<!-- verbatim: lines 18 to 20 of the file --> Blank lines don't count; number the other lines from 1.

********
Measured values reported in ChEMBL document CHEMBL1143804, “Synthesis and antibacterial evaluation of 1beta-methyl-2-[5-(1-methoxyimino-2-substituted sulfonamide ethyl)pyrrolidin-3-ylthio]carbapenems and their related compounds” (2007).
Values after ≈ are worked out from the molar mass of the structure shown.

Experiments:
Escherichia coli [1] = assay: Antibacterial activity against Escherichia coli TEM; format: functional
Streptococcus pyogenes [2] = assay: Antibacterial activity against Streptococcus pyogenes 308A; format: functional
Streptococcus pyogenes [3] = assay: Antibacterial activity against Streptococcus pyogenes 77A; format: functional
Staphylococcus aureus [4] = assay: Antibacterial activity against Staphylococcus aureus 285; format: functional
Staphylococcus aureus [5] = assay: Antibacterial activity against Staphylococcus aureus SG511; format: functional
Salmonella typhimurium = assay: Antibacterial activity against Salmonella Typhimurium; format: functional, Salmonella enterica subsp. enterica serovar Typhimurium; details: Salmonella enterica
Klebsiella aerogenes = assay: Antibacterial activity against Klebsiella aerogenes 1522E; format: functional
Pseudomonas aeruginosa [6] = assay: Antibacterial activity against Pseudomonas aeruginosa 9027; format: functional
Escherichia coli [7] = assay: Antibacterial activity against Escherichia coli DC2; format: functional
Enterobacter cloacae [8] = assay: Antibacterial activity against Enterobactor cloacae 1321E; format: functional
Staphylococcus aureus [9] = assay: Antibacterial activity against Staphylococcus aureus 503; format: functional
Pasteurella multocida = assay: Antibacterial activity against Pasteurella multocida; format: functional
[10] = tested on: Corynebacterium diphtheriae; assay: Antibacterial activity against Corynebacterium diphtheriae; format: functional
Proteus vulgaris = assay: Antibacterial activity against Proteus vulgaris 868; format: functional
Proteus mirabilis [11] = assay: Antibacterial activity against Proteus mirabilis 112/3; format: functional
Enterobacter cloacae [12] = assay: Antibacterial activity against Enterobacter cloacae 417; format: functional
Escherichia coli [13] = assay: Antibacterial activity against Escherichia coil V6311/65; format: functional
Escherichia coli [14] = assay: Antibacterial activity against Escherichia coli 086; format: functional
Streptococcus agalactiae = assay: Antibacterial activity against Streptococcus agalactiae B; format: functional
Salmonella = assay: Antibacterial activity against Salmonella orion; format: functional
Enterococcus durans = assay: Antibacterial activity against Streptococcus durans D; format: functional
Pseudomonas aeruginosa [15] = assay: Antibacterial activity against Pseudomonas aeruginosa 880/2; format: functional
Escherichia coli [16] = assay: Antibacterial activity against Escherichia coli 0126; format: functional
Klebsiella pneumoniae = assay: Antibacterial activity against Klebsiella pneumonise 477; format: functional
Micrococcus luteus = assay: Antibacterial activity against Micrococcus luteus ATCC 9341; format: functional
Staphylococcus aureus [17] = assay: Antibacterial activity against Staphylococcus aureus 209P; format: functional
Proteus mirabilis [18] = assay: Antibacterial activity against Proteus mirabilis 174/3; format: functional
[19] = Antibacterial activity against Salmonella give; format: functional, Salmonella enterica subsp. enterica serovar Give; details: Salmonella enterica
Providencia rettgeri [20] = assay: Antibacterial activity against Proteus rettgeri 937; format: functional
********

Proteus mirabilis [11] = assay: Antibacterial activity against Proteus mirabilis 112/3; format: functional
Enterobacter cloacae [12] = assay: Antibacterial activity against Enterobacter cloacae 417; format: functional
Escherichia coli [13] = assay: Antibacterial activity against Escherichia coil V6311/65; format: functional